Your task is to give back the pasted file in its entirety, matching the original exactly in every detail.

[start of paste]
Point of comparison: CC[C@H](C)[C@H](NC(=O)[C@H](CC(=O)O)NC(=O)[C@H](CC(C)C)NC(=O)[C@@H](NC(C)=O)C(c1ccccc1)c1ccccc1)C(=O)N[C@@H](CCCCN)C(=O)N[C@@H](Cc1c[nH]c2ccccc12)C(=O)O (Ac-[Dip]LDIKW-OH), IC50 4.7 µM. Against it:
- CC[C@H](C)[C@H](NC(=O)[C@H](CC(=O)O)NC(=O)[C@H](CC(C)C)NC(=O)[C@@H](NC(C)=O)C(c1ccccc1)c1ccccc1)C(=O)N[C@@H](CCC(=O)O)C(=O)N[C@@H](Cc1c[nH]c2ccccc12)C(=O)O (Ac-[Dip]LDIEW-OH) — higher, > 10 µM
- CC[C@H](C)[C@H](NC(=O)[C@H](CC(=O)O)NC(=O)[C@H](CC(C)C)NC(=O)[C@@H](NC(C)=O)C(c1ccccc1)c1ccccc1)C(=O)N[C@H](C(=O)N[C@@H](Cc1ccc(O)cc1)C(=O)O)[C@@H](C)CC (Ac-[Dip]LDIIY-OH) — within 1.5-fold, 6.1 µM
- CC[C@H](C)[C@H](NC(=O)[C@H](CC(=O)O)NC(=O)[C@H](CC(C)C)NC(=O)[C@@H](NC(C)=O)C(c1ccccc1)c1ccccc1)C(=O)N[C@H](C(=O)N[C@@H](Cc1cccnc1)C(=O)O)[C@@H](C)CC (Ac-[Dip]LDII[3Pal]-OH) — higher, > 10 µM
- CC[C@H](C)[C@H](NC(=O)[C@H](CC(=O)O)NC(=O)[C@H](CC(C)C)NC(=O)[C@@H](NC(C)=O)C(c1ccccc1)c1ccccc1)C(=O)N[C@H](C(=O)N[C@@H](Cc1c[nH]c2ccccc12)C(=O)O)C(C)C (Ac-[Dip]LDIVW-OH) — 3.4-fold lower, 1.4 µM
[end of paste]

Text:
Point of comparison: CC[C@H](C)[C@H](NC(=O)[C@H](CC(=O)O)NC(=O)[C@H](CC(C)C)NC(=O)[C@@H](NC(C)=O)C(c1ccccc1)c1ccccc1)C(=O)N[C@@H](CCCCN)C(=O)N[C@@H](Cc1c[nH]c2ccccc12)C(=O)O (Ac-[Dip]LDIKW-OH), IC50 4.7 µM. Against it:
- CC[C@H](C)[C@H](NC(=O)[C@H](CC(=O)O)NC(=O)[C@H](CC(C)C)NC(=O)[C@@H](NC(C)=O)C(c1ccccc1)c1ccccc1)C(=O)N[C@@H](CCC(=O)O)C(=O)N[C@@H](Cc1c[nH]c2ccccc12)C(=O)O (Ac-[Dip]LDIEW-OH) — higher, > 10 µM
- CC[C@H](C)[C@H](NC(=O)[C@H](CC(=O)O)NC(=O)[C@H](CC(C)C)NC(=O)[C@@H](NC(C)=O)C(c1ccccc1)c1ccccc1)C(=O)N[C@H](C(=O)N[C@@H](Cc1ccc(O)cc1)C(=O)O)[C@@H](C)CC (Ac-[Dip]LDIIY-OH) — within 1.5-fold, 6.1 µM
- CC[C@H](C)[C@H](NC(=O)[C@H](CC(=O)O)NC(=O)[C@H](CC(C)C)NC(=O)[C@@H](NC(C)=O)C(c1ccccc1)c1ccccc1)C(=O)N[C@H](C(=O)N[C@@H](Cc1cccnc1)C(=O)O)[C@@H](C)CC (Ac-[Dip]LDII[3Pal]-OH) — higher, > 10 µM
- CC[C@H](C)[C@H](NC(=O)[C@H](CC(=O)O)NC(=O)[C@H](CC(C)C)NC(=O)[C@@H](NC(C)=O)C(c1ccccc1)c1ccccc1)C(=O)N[C@H](C(=O)N[C@@H](Cc1c[nH]c2ccccc12)C(=O)O)C(C)C (Ac-[Dip]LDIVW-OH) — 3.4-fold lower, 1.4 µM